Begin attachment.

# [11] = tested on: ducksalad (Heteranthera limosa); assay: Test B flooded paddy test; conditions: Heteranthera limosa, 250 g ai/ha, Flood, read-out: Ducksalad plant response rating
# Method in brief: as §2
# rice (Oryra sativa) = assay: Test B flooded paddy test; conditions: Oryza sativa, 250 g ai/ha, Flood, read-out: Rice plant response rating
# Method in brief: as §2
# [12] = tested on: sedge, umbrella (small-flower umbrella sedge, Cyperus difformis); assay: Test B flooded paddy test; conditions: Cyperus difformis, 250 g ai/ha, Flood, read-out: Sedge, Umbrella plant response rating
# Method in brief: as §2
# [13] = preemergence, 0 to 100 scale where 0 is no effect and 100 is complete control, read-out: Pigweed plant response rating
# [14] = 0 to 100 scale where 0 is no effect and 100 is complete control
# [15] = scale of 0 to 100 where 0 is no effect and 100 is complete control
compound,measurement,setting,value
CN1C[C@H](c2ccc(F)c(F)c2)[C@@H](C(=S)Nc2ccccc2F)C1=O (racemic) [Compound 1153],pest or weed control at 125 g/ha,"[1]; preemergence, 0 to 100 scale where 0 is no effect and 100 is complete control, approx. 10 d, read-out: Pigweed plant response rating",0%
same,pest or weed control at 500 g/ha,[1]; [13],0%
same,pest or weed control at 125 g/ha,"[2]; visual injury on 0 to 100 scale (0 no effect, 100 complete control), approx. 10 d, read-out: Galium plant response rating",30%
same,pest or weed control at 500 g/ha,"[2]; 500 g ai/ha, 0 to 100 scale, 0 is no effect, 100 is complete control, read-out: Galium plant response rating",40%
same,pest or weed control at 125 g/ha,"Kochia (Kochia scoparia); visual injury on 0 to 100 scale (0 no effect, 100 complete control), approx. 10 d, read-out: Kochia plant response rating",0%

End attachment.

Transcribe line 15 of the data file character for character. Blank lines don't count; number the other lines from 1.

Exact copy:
same,pest or weed control at 125 g/ha,"Kochia (Kochia scoparia); visual injury on 0 to 100 scale (0 no effect, 100 complete control), approx. 10 d, read-out: Kochia plant response rating",0%